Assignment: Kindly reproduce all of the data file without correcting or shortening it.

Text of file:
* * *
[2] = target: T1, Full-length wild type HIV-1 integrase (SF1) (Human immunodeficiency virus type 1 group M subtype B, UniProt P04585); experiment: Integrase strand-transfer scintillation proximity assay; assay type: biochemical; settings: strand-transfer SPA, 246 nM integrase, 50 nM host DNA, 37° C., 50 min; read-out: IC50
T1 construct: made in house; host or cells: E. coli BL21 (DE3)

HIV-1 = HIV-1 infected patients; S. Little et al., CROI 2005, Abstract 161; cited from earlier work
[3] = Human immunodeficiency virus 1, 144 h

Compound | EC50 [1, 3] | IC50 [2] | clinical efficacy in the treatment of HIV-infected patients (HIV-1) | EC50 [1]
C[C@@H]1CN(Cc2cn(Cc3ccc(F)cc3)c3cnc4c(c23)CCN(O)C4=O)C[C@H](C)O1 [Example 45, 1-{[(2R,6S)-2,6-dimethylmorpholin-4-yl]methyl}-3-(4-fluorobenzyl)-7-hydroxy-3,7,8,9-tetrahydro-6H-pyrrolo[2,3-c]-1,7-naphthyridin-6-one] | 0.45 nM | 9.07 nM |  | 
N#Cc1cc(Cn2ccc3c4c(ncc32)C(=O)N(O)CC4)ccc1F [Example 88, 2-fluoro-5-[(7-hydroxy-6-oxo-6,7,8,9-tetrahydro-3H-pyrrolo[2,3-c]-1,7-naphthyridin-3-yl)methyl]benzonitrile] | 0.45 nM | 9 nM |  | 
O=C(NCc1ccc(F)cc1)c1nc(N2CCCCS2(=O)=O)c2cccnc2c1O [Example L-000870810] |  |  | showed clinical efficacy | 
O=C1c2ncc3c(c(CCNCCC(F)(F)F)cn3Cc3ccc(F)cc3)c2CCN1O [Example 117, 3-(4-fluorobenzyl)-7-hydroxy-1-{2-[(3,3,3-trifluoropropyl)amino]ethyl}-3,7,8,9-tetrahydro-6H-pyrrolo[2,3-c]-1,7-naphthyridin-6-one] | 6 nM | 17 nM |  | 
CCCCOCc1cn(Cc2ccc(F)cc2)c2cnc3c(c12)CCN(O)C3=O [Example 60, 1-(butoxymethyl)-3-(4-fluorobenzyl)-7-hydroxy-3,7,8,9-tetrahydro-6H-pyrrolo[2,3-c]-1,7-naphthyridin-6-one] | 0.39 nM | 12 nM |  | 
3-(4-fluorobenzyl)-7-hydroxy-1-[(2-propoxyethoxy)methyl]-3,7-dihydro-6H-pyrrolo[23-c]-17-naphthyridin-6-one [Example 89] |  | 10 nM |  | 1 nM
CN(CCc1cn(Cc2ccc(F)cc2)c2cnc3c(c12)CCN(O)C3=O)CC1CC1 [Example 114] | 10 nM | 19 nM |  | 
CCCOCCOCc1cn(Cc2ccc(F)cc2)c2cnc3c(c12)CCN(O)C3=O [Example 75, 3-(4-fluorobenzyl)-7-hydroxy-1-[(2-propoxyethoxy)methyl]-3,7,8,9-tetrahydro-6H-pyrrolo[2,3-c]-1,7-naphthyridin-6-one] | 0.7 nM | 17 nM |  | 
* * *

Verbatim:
[2] = target: T1, Full-length wild type HIV-1 integrase (SF1) (Human immunodeficiency virus type 1 group M subtype B, UniProt P04585); experiment: Integrase strand-transfer scintillation proximity assay; assay type: biochemical; settings: strand-transfer SPA, 246 nM integrase, 50 nM host DNA, 37° C., 50 min; read-out: IC50
T1 construct: made in house; host or cells: E. coli BL21 (DE3)

HIV-1 = HIV-1 infected patients; S. Little et al., CROI 2005, Abstract 161; cited from earlier work
[3] = Human immunodeficiency virus 1, 144 h

Compound | EC50 [1, 3] | IC50 [2] | clinical efficacy in the treatment of HIV-infected patients (HIV-1) | EC50 [1]
C[C@@H]1CN(Cc2cn(Cc3ccc(F)cc3)c3cnc4c(c23)CCN(O)C4=O)C[C@H](C)O1 [Example 45, 1-{[(2R,6S)-2,6-dimethylmorpholin-4-yl]methyl}-3-(4-fluorobenzyl)-7-hydroxy-3,7,8,9-tetrahydro-6H-pyrrolo[2,3-c]-1,7-naphthyridin-6-one] | 0.45 nM | 9.07 nM |  | 
N#Cc1cc(Cn2ccc3c4c(ncc32)C(=O)N(O)CC4)ccc1F [Example 88, 2-fluoro-5-[(7-hydroxy-6-oxo-6,7,8,9-tetrahydro-3H-pyrrolo[2,3-c]-1,7-naphthyridin-3-yl)methyl]benzonitrile] | 0.45 nM | 9 nM |  | 
O=C(NCc1ccc(F)cc1)c1nc(N2CCCCS2(=O)=O)c2cccnc2c1O [Example L-000870810] |  |  | showed clinical efficacy | 
O=C1c2ncc3c(c(CCNCCC(F)(F)F)cn3Cc3ccc(F)cc3)c2CCN1O [Example 117, 3-(4-fluorobenzyl)-7-hydroxy-1-{2-[(3,3,3-trifluoropropyl)amino]ethyl}-3,7,8,9-tetrahydro-6H-pyrrolo[2,3-c]-1,7-naphthyridin-6-one] | 6 nM | 17 nM |  | 
CCCCOCc1cn(Cc2ccc(F)cc2)c2cnc3c(c12)CCN(O)C3=O [Example 60, 1-(butoxymethyl)-3-(4-fluorobenzyl)-7-hydroxy-3,7,8,9-tetrahydro-6H-pyrrolo[2,3-c]-1,7-naphthyridin-6-one] | 0.39 nM | 12 nM |  | 
3-(4-fluorobenzyl)-7-hydroxy-1-[(2-propoxyethoxy)methyl]-3,7-dihydro-6H-pyrrolo[23-c]-17-naphthyridin-6-one [Example 89] |  | 10 nM |  | 1 nM
CN(CCc1cn(Cc2ccc(F)cc2)c2cnc3c(c12)CCN(O)C3=O)CC1CC1 [Example 114] | 10 nM | 19 nM |  | 
CCCOCCOCc1cn(Cc2ccc(F)cc2)c2cnc3c(c12)CCN(O)C3=O [Example 75, 3-(4-fluorobenzyl)-7-hydroxy-1-[(2-propoxyethoxy)methyl]-3,7,8,9-tetrahydro-6H-pyrrolo[2,3-c]-1,7-naphthyridin-6-one] | 0.7 nM | 17 nM |  | 